Am J Cardiol 1982; 49: 1838-1848.

4. Maron BJ. Hypertrophic Cardiomyopathy in Fuster V, Alexander RW , O’Rourke RA et al (Eds) Hurst’s The Heart, 10th ed Mcgraw-Hill 2001 : p1967-1987.

Competing interests: None declared

Competing interests: None declared

Kuldip P Anand, Head Dept of Medicine

Ajit S Kashyap, Surekha Kashyap

Command Hospital Kolkata 70027, India

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Sudden death is rare in young people with hypertrophic cardiomyopathy

Spirito and Autore, in their review on the management of hypertrophic cardiomyopathy (HCM),1 claim that HCM is the most common cause of sudden death in young asymptomatic people. This is incorrect. The table summarises the results of 12 studies that provided data on the number of deaths due to HCM in young people,2-5 (nine of which were summarised by Liberthson3). Less than 10% of all sudden deaths in young people were due to HCM. The commonest cause, despite the young age, was coronary artery disease.3,4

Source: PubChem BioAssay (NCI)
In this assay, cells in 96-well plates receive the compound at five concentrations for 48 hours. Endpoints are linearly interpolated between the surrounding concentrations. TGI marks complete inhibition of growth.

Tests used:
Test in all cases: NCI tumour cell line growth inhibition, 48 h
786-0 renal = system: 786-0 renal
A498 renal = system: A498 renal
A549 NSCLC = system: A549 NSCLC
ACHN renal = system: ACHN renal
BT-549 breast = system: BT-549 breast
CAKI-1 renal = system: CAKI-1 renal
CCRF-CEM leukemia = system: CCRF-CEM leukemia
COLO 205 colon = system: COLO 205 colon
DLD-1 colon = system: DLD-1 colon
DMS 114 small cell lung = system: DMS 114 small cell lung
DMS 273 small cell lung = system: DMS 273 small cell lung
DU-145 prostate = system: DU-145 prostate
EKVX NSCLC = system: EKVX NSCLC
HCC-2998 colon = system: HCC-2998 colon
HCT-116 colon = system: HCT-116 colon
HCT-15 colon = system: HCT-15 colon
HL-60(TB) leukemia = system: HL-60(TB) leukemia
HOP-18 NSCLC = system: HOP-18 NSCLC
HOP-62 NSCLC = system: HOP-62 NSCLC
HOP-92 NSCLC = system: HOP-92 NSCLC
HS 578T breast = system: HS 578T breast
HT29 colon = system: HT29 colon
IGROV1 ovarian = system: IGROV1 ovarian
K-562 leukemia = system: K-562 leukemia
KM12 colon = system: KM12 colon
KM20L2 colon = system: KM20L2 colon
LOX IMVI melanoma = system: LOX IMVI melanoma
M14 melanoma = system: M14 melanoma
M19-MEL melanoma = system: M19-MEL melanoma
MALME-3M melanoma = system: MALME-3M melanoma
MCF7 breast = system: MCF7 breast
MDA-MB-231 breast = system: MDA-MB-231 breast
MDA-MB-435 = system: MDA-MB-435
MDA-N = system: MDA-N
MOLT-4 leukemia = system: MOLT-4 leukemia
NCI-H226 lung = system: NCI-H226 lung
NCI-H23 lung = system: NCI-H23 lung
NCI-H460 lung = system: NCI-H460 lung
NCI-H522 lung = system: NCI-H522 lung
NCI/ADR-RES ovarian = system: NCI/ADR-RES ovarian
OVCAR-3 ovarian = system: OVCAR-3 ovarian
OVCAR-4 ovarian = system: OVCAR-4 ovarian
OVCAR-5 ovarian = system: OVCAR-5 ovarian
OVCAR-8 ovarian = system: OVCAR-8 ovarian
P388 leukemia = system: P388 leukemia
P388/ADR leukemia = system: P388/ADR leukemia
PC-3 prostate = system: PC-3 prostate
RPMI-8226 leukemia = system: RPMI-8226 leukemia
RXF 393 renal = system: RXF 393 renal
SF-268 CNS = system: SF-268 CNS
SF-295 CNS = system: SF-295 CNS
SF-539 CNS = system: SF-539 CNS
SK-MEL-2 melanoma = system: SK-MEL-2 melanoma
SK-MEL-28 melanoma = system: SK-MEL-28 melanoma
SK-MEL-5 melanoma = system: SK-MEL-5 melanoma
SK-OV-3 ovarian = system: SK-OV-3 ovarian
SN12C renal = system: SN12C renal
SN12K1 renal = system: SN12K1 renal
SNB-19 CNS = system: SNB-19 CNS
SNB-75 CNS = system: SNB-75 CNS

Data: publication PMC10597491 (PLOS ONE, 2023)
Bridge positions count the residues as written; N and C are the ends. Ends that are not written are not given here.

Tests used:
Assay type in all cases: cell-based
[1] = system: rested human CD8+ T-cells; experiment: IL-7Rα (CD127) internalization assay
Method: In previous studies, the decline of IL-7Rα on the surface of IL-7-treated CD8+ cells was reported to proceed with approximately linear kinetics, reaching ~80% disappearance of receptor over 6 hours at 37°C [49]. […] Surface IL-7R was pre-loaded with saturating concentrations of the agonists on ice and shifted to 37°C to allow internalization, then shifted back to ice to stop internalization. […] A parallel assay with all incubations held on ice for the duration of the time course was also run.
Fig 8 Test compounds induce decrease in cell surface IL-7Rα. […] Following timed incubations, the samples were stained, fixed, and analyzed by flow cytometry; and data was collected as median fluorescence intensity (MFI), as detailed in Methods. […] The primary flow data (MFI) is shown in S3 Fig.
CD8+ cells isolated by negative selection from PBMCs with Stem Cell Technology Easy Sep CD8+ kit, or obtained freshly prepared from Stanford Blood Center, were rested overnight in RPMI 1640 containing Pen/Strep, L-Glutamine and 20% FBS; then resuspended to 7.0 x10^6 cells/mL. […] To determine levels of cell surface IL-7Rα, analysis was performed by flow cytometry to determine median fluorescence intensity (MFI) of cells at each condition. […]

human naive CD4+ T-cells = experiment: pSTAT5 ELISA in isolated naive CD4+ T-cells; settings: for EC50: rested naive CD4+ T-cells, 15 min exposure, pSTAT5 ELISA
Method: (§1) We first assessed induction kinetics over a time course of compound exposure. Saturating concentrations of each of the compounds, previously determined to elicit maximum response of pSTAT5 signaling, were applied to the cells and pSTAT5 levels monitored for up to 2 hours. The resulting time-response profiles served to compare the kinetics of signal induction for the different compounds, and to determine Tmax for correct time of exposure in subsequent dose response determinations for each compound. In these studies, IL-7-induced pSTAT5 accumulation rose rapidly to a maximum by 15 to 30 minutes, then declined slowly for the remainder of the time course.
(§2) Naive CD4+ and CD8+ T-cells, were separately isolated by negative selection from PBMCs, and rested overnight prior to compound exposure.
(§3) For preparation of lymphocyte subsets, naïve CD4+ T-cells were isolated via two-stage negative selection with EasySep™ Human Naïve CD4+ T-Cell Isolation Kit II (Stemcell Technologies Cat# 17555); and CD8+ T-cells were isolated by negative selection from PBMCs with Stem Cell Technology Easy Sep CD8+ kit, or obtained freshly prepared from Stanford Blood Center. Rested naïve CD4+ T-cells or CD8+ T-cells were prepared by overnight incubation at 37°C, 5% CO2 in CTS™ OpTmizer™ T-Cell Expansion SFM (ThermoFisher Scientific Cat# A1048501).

Most deaths from HCM, contrary to perception, occur in older people.2 In the general young adult population the annual death rate from previously undiagnosed HCM is one per million or less (table). Among asymptomatic people known to have the disorder the death rate (case-fatality) is 0.2% per year or less. These results are important with respect to advising patients of their prognosis.

Spirito and Autore recommend screening for the disorder in families of affected cases but provide no quantitative evidence to show that this would be worthwhile. It would undoubtedly lead to a large number of diagnosed cases, but few would die unexpectedly from the disorder and there is no treatment that could reasonably be offered to all.

David S Wald, Senior Lecturer

d.s.wald{at}qmul.ac.uk

Malcolm Law, Professor

Wolfson Institute of Preventive Medicine, Barts and The London, Queen Mary's School of Medicine , London EC1M 6BQ
References

  1. Spirito P, Autore C. Management of hypertrophic cardiomyopathy. BMJ 2006;332:1251-5